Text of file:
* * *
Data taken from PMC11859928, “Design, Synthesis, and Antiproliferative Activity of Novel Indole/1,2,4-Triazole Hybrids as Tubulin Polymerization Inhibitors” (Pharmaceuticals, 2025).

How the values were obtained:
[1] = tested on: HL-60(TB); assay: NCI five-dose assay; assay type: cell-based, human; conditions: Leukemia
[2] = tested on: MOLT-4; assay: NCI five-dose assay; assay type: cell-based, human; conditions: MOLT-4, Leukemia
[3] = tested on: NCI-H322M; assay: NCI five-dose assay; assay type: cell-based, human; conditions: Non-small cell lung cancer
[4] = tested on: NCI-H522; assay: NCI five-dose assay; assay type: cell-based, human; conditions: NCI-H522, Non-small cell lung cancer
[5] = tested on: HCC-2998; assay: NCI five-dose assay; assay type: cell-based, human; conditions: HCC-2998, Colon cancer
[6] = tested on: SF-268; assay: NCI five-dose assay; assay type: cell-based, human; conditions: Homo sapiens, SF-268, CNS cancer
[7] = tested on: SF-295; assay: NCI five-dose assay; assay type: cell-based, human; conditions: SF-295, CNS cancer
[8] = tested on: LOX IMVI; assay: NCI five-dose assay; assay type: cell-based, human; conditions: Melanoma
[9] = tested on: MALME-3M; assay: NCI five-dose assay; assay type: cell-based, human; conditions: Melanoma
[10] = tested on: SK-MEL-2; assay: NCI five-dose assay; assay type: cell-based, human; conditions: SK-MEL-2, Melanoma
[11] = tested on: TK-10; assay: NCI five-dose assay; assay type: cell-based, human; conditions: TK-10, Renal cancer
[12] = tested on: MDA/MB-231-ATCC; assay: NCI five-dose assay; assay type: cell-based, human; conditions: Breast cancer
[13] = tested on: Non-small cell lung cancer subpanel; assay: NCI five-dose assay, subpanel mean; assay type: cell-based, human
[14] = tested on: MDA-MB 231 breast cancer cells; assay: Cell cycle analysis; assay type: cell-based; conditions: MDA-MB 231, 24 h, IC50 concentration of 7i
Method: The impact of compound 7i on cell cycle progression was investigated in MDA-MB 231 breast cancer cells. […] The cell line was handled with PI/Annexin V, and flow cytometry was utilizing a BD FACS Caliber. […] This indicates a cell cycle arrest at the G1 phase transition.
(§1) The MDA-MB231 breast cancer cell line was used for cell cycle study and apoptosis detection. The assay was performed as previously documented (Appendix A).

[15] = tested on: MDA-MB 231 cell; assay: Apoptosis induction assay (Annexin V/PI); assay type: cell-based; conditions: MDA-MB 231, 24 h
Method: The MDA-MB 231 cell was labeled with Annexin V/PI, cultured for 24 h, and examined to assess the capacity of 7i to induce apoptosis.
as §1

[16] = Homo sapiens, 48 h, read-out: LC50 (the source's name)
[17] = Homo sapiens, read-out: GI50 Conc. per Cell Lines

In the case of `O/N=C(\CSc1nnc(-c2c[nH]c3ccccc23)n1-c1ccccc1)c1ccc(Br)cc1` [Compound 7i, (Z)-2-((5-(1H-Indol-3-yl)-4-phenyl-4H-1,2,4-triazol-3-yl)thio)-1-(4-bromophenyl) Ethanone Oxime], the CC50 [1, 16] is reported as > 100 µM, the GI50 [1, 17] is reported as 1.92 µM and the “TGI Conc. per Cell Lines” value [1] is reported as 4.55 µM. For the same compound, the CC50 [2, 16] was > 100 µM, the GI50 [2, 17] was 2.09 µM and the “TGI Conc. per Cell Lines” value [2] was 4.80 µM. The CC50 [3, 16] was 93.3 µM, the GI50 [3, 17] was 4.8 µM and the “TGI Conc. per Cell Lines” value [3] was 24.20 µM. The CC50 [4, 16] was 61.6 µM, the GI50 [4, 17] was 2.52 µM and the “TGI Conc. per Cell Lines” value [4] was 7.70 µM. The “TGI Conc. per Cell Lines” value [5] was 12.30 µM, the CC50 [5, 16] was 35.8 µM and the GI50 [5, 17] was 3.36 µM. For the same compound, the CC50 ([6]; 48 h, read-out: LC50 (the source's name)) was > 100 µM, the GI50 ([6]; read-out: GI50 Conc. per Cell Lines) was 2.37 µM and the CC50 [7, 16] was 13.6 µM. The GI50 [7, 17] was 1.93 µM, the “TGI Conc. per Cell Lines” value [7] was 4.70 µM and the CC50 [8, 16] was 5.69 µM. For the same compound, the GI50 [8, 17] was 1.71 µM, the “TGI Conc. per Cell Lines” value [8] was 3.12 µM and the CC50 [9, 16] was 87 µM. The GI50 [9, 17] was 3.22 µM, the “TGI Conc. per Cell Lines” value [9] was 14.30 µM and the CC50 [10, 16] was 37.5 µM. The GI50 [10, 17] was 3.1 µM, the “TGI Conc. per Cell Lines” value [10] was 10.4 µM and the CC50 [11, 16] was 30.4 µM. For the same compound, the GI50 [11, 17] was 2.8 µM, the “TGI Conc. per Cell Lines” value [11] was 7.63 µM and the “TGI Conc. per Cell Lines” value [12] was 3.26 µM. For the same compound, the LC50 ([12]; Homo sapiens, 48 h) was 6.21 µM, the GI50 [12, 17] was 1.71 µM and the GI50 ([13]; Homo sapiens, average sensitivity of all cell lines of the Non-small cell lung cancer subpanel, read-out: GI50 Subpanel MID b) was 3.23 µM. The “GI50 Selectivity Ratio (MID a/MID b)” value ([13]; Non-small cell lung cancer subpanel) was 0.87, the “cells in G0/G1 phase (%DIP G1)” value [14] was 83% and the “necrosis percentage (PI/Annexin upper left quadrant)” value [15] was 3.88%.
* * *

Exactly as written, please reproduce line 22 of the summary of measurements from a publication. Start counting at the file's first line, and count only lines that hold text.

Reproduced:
[16] = Homo sapiens, 48 h, read-out: LC50 (the source's name)